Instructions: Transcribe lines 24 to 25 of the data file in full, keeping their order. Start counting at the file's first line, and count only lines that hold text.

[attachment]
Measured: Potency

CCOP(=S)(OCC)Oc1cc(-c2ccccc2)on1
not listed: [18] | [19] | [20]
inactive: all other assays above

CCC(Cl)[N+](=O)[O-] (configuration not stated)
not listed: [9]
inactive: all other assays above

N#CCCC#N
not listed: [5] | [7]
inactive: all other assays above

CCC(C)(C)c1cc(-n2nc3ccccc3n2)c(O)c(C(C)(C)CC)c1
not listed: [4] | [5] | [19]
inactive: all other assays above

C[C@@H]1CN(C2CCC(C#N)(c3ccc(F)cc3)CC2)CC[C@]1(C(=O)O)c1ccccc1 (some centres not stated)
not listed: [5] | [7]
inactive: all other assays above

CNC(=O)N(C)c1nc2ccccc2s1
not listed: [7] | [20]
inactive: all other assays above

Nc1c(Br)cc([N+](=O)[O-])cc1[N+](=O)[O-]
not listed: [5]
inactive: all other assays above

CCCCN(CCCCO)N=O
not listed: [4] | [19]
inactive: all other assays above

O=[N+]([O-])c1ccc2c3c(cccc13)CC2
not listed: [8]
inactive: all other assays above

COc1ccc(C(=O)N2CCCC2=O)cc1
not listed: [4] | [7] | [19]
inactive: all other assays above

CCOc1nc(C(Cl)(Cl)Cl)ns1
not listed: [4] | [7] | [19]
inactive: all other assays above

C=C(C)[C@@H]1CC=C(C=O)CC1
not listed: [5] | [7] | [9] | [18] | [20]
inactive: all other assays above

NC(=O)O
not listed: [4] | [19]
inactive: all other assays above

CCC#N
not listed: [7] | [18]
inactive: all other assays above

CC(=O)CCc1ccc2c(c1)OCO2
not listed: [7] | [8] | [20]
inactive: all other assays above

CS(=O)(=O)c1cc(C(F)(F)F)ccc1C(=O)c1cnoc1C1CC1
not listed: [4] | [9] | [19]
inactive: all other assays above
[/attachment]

not listed: [4] | [19]
inactive: all other assays above